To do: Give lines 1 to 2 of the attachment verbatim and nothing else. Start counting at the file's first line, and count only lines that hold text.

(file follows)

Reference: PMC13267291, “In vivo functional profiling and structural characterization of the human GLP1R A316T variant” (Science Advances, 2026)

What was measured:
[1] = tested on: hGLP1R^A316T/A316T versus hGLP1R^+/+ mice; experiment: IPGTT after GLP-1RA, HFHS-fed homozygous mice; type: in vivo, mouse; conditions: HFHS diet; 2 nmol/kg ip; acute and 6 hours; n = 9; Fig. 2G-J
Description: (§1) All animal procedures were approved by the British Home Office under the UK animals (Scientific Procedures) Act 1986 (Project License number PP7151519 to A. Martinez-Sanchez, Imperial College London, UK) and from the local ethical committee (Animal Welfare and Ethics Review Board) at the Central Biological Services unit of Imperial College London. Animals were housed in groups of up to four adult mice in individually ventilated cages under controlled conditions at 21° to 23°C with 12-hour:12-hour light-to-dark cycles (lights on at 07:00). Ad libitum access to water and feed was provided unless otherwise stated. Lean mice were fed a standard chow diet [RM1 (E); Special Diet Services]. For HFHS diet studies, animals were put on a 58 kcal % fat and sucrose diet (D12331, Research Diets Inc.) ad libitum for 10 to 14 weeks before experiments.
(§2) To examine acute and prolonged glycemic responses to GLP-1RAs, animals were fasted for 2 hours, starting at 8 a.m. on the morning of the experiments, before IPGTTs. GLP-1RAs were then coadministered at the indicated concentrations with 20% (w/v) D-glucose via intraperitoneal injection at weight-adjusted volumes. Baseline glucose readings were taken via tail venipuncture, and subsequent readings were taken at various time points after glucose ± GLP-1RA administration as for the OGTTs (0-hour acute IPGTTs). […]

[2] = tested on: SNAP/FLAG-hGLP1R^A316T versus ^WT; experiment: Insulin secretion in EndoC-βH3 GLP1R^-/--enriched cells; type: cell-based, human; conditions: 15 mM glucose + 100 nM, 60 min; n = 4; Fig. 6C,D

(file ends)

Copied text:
Reference: PMC13267291, “In vivo functional profiling and structural characterization of the human GLP1R A316T variant” (Science Advances, 2026)

What was measured: